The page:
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|US4391883 *||Sep 28, 1981||Jul 5, 1983||Motorola, Inc.||Housing arrangement with breakaway battery access door|
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|1||"BAVO" Encore! Numeric Display Series Radio Pagers, Motorola Theory/Maintenance Manual, cover page, index page and pp. 6, 7 and 10, ©1993 by Motorola, Inc., Paging and Wireless Data Group.|
|2||"BRAVO" SERIES GSC and POCSAG Alphanumeric Display Pagers, Motorola Service Manual, cover page and pp. 2 and 10, ©1989 by Motorola, Inc., Paging Products Group. Month Unknown.|
|3||*||BAVO Encore Numeric Display Series Radio Pagers, Motorola Theory/Maintenance Manual, cover page, index page and pp. 6, 7 and 10, 1993 by Motorola, Inc., Paging and Wireless Data Group.|
|4||*||BRAVO SERIES GSC and POCSAG Alphanumeric Display Pagers, Motorola Service Manual, cover page and pp. 2 and 10, 1989 by Motorola, Inc., Paging Products Group. Month Unknown.|
|Citing Patent||Filing date||Publication date||Applicant||Title|
|US5617172 *||Jan 2, 1996||Apr 1, 1997||Nikon Corporation||Camera battery cover structure|
|US5639570 *||Jun 12, 1996||Jun 17, 1997||Nec Corporation||Cell cover for an electronic apparatus|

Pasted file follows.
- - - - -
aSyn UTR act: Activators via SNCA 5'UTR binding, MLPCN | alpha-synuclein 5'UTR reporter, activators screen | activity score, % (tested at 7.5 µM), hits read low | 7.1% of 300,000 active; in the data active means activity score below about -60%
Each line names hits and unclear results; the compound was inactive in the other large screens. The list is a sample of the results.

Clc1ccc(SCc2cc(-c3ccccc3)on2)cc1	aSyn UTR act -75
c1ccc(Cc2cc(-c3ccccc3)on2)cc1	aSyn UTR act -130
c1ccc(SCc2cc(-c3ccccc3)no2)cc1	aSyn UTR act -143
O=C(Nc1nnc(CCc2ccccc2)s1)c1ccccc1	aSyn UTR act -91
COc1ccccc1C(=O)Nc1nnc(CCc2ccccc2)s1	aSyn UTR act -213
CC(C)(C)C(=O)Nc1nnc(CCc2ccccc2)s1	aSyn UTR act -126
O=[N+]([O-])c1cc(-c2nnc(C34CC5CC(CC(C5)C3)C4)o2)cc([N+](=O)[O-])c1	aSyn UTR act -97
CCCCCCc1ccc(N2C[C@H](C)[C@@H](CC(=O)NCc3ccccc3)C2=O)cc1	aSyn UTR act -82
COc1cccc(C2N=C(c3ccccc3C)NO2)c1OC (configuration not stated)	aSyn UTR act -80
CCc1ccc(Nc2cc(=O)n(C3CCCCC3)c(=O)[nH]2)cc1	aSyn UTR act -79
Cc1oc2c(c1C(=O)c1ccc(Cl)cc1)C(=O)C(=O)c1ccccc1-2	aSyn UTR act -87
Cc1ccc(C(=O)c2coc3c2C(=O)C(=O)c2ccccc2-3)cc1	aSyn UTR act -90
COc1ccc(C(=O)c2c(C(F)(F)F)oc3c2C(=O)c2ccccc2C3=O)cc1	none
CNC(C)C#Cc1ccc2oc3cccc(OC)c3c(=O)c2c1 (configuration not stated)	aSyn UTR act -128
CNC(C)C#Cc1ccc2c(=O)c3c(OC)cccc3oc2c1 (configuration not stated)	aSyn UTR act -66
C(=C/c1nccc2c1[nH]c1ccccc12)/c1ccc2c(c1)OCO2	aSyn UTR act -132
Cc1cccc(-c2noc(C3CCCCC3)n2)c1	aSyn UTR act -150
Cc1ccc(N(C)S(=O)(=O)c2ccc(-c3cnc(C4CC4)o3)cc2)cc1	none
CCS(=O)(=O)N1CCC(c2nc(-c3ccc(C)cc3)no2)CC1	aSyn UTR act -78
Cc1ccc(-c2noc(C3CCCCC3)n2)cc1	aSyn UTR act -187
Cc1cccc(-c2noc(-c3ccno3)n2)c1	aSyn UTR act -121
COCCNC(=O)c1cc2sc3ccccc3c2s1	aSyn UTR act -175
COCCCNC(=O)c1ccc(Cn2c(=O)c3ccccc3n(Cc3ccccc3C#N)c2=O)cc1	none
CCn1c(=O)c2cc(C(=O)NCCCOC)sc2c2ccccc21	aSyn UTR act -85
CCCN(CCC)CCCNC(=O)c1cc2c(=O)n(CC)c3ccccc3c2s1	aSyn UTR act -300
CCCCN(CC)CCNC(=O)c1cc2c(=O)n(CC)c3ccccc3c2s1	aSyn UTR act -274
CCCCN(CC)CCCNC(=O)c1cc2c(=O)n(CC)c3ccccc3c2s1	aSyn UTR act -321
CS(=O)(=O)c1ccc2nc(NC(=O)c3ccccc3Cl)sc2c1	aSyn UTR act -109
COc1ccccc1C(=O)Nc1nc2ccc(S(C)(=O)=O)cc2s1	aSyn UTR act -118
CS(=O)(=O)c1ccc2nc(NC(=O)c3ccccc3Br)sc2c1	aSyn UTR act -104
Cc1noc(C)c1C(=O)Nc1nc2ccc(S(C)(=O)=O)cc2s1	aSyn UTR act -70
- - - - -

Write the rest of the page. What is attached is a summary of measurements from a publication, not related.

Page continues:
|US5724654 *||Sep 22, 1995||Mar 3, 1998||Nec Corporation||Housing for pager receiver having battery cover locking piece which exposes terminal for external access|
|US5728486 *||Dec 26, 1996||Mar 17, 1998||Nec Corporation||Cell cover for an electronic apparatus|
|US5848719 *||May 2, 1997||Dec 15, 1998||Motorola, Inc.||Battery cover latch|
|US5851692 *||May 1, 1997||Dec 22, 1998||Motorola, Inc.||Electronic device having a concealed battery latch door|
|US5931513 *||Oct 20, 1997||Aug 3, 1999||Motorola||Housing assembly including a latch mechanism and a selective call receiver|
|US6463221 *||Jan 17, 2001||Oct 8, 2002||Funai Electric, Co., Ltd.||Battery accommodating device|
|US6521371 *||Nov 28, 2000||Feb 18, 2003||Richard A. Lavanture||Battery tray|
|US6875041 *||Sep 15, 2003||Apr 5, 2005||Benq Corporation||Latch for electrical device combined with data card ejector|
|US7492273||Feb 27, 2004||Feb 17, 2009||Walter Kidde Portable Equipment, Inc.||Pivoting battery carrier and a life safety device incorporating the same|
|US7948389||Aug 29, 2008||May 24, 2011||Walter Kidde Portable Equipment, Inc.||Pivoting battery carrier and a life safety device incorporating the same|
|US8280459||Mar 25, 2008||Oct 2, 2012||Motorola Mobility, Inc.||Integral housing and user interface|
|US8430256||Nov 12, 2008||Apr 30, 2013||Motorola Mobility Llc||Extruded housing for hand-held device with a cap for covering two or more adjacent sides|
|US8693190 *||Dec 6, 2011||Apr 8, 2014||Wistron Corporation||Casing structure for portable electronic apparatus and locking mechanism thereof|
|US9050098 *||Nov 13, 2008||Jun 9, 2015||Covidien Ag||Cordless medical cauterization and cutting device|